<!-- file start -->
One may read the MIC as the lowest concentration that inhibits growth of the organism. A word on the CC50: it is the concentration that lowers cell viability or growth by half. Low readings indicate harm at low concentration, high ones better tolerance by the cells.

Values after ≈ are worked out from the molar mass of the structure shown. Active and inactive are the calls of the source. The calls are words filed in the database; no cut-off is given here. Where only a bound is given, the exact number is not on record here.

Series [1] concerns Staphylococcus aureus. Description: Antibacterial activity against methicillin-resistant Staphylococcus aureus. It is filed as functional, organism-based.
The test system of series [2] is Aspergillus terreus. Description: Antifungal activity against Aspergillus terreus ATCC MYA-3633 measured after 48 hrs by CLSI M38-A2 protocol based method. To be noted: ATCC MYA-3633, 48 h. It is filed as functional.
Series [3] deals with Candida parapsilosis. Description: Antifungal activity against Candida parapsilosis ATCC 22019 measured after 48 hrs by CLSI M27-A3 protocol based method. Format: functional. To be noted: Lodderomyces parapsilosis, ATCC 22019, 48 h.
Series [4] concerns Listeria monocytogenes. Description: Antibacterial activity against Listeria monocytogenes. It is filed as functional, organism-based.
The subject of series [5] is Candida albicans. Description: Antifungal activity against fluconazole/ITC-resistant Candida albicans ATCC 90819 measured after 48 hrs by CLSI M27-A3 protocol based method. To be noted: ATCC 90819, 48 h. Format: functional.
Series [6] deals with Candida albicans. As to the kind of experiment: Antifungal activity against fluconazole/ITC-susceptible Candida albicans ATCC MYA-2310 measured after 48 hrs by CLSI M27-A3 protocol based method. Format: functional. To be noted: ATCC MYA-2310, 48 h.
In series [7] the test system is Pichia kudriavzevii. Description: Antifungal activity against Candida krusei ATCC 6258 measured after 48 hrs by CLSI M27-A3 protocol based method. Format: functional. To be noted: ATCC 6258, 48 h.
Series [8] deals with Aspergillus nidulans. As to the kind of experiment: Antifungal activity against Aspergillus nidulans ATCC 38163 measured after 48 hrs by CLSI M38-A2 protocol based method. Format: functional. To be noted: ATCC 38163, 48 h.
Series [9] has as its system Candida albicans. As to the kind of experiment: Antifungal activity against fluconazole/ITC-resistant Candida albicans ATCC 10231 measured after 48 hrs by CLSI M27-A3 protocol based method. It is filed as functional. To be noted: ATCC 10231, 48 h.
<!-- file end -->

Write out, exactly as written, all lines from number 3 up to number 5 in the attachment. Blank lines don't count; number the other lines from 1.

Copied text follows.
Series [1] concerns Staphylococcus aureus. Description: Antibacterial activity against methicillin-resistant Staphylococcus aureus. It is filed as functional, organism-based.
The test system of series [2] is Aspergillus terreus. Description: Antifungal activity against Aspergillus terreus ATCC MYA-3633 measured after 48 hrs by CLSI M38-A2 protocol based method. To be noted: ATCC MYA-3633, 48 h. It is filed as functional.
Series [3] deals with Candida parapsilosis. Description: Antifungal activity against Candida parapsilosis ATCC 22019 measured after 48 hrs by CLSI M27-A3 protocol based method. Format: functional. To be noted: Lodderomyces parapsilosis, ATCC 22019, 48 h.